We are so fortunate to live in this digital age; it allows anyone and everyone to be a writer, either through publishing a book, or posting on a blog. We all have a voice. Thus we can be heard all around the world, not just the tiny patch of it which we physically inhabit, and make connections with like-minded people we could never otherwise hope to have met. We are all connected.
Perhaps even more important is our growing awareness of our interconnectedness; the ability to see a universal ‘oneness’ in all things, that no matter who or where we are, or how different we appear to be on the outside, we are all part of one whole.
Science has taken this idea a huge step further; archaeo-anthropology and archaeo-genetics can now trace our genetic pathway back through thousands of years to the origins of mankind, so determining our common ancestors. It seems we are more interconnected than some of us might like to admit.
Take, for example, the recent exhumation of the body of King Richard III from beneath a car park in Leicester; he died on August 22nd 1485, yet using samples of DNA obtained from his remains 530 years later, it was possible to trace his descendants around the globe who are alive today. Imagine discovering that connection!
All these strands which connect us in the modern world seem as fragile and intricate as spiders webs. They are invisible, blurred by distance, connections we can neither see, nor feel. They are easy to overlook, ignore, deny. Herein lies the disconnect.
Our connections on the web, social media, local radio, tv and so on informed us of the devastation of the two recent earthquakes in Nepal which left over 8500 people dead, and we were shocked. But we are immune, because we are so far removed from such horror. In our part of the world, these disasters rarely happen.
Watching or listening to such events unfold in distant lands to people we don’t know arouses only vague senses of sorrow and empathy. A quick donation later, and we’ve moved on to discussing the weather, or preparing the dinner, and tomorrow there will be new news.
But the disconnect is insidious and sly. It creeps stealthily into our everyday lives, and our immediate community. I know, because I see it and I feel it. I always have.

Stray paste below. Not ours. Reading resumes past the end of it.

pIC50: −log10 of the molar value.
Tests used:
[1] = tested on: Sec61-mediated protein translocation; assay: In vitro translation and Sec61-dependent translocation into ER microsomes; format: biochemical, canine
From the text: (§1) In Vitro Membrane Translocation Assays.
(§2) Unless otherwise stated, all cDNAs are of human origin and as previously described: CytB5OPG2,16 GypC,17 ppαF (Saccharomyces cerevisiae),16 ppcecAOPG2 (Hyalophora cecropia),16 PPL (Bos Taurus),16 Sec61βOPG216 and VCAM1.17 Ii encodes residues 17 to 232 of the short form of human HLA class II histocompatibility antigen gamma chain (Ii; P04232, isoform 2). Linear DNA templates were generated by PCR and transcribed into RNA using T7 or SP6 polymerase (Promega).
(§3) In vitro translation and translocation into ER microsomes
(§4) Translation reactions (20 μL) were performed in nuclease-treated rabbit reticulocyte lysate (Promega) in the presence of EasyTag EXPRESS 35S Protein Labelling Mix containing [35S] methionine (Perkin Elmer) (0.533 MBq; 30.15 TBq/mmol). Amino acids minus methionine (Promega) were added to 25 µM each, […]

Every day I battle with my twin demons; connection and disconnection. I disconnect so I can write; so I can avoid large social gatherings, where I mill about on the fringes feeling more disconnected than ever; so I can avoid feeling different, or inadequate, in fact so I can disconnect from my feelings of disconnectedness, which society makes me feel so aware of.
While I’m doing that, I’m connecting via my blog and social media with people who judge me only on my content, on what I have to say, on my voice, on my interaction. No one here finds me lacking. If they do, they just disconnect, unfollow, never comment again. It’s a wonderful freedom. No wonder more and more people are joining the blogosphere.
The most precious connection of all, though, is that I share with my children. It’s a multi-faceted jewel which is constantly growing and evolving. It’s more than words, mere communication; its nurturing, displays of love and affection, sharing, taking an interest in each other, making time for each other, and so much more. I am reminded of this daily, when I lift my non-verbal child from her bed every morning. Lack of communication does not make for lack of connection; her squeals of joy when I walk in the room, and the intensity of her hugs are proof enough of that.